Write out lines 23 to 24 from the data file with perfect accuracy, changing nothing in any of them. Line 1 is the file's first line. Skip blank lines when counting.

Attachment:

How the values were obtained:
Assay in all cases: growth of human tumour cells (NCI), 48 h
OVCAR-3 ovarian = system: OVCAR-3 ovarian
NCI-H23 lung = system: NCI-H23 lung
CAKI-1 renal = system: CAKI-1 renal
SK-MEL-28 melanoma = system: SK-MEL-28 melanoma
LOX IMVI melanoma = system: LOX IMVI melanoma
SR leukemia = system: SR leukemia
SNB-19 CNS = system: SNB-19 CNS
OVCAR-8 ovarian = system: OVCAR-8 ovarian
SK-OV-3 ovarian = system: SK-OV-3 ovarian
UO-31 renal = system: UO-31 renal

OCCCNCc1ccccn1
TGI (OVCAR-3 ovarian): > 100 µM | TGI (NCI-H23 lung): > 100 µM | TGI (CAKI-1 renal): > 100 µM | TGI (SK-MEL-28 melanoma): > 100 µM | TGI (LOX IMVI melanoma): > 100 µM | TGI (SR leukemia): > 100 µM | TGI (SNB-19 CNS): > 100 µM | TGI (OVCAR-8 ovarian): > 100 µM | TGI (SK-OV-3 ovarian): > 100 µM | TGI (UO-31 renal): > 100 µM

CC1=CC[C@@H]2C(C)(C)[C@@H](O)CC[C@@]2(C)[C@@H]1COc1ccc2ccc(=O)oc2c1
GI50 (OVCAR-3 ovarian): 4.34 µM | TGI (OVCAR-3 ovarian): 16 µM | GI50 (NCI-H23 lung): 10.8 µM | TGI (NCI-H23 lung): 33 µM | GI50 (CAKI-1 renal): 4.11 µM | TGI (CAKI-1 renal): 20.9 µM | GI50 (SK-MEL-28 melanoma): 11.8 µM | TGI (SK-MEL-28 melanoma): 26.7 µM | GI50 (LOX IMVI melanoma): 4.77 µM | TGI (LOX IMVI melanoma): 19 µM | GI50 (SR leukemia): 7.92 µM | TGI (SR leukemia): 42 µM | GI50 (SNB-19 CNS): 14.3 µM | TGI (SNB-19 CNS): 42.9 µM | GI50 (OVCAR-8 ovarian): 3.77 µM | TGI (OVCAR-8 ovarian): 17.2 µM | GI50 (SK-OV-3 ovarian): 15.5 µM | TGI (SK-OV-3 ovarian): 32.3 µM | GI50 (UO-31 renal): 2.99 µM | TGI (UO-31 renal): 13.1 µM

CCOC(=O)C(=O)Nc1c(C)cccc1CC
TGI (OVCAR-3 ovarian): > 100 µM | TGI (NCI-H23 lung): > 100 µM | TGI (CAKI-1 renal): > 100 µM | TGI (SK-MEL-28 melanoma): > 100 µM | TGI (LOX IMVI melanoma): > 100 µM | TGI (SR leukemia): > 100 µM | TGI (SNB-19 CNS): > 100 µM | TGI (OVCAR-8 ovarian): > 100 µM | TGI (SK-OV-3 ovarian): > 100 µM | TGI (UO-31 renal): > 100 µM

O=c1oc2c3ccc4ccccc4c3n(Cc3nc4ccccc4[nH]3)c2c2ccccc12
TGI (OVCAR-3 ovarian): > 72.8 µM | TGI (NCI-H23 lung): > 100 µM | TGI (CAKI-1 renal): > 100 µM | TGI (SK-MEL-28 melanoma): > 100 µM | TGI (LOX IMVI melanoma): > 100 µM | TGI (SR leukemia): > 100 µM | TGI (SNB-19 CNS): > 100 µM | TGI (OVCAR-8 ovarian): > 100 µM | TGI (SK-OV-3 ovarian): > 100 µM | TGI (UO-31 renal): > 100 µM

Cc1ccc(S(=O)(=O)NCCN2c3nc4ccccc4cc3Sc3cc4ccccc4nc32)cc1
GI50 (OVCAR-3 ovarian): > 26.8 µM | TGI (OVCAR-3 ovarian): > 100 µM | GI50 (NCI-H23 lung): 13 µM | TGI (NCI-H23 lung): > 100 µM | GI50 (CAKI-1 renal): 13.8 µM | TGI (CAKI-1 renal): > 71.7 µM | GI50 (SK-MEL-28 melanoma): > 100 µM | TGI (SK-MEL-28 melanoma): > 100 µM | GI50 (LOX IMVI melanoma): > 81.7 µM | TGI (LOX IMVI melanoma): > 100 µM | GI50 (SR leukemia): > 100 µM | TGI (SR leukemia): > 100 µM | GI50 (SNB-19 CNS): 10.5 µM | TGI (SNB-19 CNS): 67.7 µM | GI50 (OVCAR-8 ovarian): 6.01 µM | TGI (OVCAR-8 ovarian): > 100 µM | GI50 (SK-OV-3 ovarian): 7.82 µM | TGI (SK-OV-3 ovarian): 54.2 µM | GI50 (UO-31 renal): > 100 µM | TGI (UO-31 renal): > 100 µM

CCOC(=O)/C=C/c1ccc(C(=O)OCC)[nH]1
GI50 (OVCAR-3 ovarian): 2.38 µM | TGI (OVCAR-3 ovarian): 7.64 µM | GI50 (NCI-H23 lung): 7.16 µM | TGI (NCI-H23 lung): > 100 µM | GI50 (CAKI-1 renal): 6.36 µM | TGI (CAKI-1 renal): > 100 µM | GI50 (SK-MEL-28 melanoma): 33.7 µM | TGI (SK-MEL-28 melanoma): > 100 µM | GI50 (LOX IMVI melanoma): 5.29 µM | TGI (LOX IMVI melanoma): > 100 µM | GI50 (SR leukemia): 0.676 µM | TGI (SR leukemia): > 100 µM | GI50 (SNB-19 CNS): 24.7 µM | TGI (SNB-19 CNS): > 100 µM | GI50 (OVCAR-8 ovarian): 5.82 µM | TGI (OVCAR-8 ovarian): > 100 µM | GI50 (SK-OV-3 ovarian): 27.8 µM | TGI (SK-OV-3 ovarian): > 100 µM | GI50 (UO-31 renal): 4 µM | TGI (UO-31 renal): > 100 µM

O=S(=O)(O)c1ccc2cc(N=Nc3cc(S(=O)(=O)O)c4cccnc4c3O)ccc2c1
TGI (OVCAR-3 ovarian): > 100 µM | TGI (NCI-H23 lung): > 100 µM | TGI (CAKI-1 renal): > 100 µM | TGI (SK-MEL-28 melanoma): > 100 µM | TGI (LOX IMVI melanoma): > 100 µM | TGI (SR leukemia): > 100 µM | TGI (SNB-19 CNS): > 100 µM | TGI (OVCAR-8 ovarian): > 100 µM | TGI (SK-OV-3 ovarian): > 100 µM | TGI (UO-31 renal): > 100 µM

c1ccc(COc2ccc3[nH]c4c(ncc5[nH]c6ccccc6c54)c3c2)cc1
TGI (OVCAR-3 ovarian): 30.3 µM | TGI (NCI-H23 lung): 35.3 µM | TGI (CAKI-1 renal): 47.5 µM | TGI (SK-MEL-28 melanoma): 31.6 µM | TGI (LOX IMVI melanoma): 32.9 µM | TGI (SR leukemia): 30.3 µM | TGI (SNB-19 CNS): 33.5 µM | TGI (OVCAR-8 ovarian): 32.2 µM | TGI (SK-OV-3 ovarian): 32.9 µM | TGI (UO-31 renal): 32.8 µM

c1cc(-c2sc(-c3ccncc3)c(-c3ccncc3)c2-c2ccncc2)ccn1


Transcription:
CCOC(=O)/C=C/c1ccc(C(=O)OCC)[nH]1
GI50 (OVCAR-3 ovarian): 2.38 µM | TGI (OVCAR-3 ovarian): 7.64 µM | GI50 (NCI-H23 lung): 7.16 µM | TGI (NCI-H23 lung): > 100 µM | GI50 (CAKI-1 renal): 6.36 µM | TGI (CAKI-1 renal): > 100 µM | GI50 (SK-MEL-28 melanoma): 33.7 µM | TGI (SK-MEL-28 melanoma): > 100 µM | GI50 (LOX IMVI melanoma): 5.29 µM | TGI (LOX IMVI melanoma): > 100 µM | GI50 (SR leukemia): 0.676 µM | TGI (SR leukemia): > 100 µM | GI50 (SNB-19 CNS): 24.7 µM | TGI (SNB-19 CNS): > 100 µM | GI50 (OVCAR-8 ovarian): 5.82 µM | TGI (OVCAR-8 ovarian): > 100 µM | GI50 (SK-OV-3 ovarian): 27.8 µM | TGI (SK-OV-3 ovarian): > 100 µM | GI50 (UO-31 renal): 4 µM | TGI (UO-31 renal): > 100 µM